West Dean Gardens Supervisor Sarah Wain shares top tips on greenhouse growing

West Dean Garden Greenhouses

West Dean Gardens has undergone a major transformation since 1987. Gardens manager Jim Buckland and Gardens Supervisor Sarah Wain have carried out a complete restoration and development of the gardens, bringing the historic temperament of the nineteenth century into the twenty-first century.

As a valued partner of Alitex, Sarah Wain has continuously been involved with many of our events and over the years, has taken several groups of our customers on tours of the walled garden at West Dean, and its many greenhouses.

Following our latest 'Grow Day' at the beginning of October, where Sarah shared her extensive knowledge of glasshouses and advised our clients on ideal growing conditions, we thought we'd share some of the highlights below. 

Watering

Humid Glasshouses - If your greenhouse is home to tropical varieties of plants, watering is key to increase humidity and keep the environment at optimum temperature. Sarah advises that watering the surrounding floors can aid dampness and humidity that many tropical plants thrive in.

Mains Water vs Rain Water - When propagating and watering your seedlings, it's best to water them with mains water as rain water can contain fungus and bacteria that may cause complications for your plants. However, later on when plants are harder it's advisable to use rain water, making it a sustainable means of gardening.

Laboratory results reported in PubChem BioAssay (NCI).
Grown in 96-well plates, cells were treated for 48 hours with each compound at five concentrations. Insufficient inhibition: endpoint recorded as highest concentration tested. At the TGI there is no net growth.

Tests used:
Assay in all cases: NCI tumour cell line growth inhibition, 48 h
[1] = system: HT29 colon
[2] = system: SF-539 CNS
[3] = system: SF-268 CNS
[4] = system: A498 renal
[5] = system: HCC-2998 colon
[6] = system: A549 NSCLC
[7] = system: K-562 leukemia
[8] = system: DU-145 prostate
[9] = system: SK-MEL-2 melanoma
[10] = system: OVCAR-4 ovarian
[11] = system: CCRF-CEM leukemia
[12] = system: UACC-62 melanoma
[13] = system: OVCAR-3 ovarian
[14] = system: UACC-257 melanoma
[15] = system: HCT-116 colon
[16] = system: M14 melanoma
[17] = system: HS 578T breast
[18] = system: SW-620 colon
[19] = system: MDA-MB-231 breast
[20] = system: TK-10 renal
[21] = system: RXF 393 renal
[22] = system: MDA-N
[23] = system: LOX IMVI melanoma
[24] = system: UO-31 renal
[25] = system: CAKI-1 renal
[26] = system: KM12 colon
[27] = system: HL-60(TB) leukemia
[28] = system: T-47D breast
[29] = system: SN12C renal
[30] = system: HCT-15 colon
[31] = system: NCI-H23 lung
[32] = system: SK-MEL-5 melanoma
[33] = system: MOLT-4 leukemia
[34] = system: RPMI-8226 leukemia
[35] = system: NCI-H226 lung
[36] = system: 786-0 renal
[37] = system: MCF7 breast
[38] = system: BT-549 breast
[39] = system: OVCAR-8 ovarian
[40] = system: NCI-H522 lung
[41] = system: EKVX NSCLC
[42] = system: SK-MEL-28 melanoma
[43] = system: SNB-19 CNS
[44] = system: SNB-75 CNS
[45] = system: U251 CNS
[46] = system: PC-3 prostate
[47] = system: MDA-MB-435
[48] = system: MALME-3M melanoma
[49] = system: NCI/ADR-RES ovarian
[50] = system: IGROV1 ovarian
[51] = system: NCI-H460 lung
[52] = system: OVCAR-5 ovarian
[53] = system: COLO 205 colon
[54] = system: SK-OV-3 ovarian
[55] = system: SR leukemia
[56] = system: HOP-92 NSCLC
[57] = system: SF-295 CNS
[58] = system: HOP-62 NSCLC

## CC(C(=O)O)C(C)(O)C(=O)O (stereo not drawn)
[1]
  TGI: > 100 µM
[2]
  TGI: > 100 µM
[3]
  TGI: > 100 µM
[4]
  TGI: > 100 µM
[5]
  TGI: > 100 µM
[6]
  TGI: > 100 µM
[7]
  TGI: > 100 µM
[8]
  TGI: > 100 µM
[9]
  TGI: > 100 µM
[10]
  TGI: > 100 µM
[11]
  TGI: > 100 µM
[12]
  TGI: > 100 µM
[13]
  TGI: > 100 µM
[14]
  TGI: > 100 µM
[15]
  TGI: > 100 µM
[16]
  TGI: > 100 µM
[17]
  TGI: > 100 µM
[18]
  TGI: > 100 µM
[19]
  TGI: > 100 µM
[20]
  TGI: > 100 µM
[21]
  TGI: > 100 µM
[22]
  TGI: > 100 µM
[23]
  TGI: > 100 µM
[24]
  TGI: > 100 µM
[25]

Watering Times - We all have our own method of watering but the most beneficial time to water your greenhouse plants is early in the morning. This makes water available to the plants throughout the day. If it's a particularly hot day, watering again just after midday will revive those plants that struggle in hotter temperatures.

Growing in Winter

West Dean Coldframes
At West Dean the ground contain large 'pit houses' which are low set glasshouses. Traditionally a structure that protects against weather conditions, these greenhouses provide the perfect environment for growing plants over the winter as the low sloping glass decreases the distance between the light and the plants.

The traditional timber cold frames stand alone in the walled garden. They currently house plants that will need hardening off over the winter whilst also providing the perfect environment for winter greens including: Lambs Lettuce, Endive, Coriander and Pak Choi.

The expansive run of cold frames at West Dean are really something to behold. Similarly to the pit houses, cold frames offer more light and less distance from seedling to glass, allowing for optimum growing.

3 Tips to prevent plant bacteria and to keep your greenhouse clean

The importance of keeping your greenhouse clean can be the difference between thriving plants or a greenhouse filled with unwelcomed visitors.

  1. Cleaning your tools and work space - if you are note in the habit of keeping your greenhouse tidy, now is the time to start. By cleaning debris, washing tools, pots and benches with soapy water or disinfectant can decrease your chances of harbouring harmful bacteria.
  2. Biological control - some pests such as Whitefly can be taken care of by introducing a predator, for example an Encarsia Wasp, to paralyse the nymph of the Whitefly.
  3. You must water in the morning - if you water at night the moisture in the leaves becomes a breeding ground for fungal disease.
Tags: sarah wain, cold frames, Winter Growing, greenhouse gardening, Greeenhouse environments, west dean gardens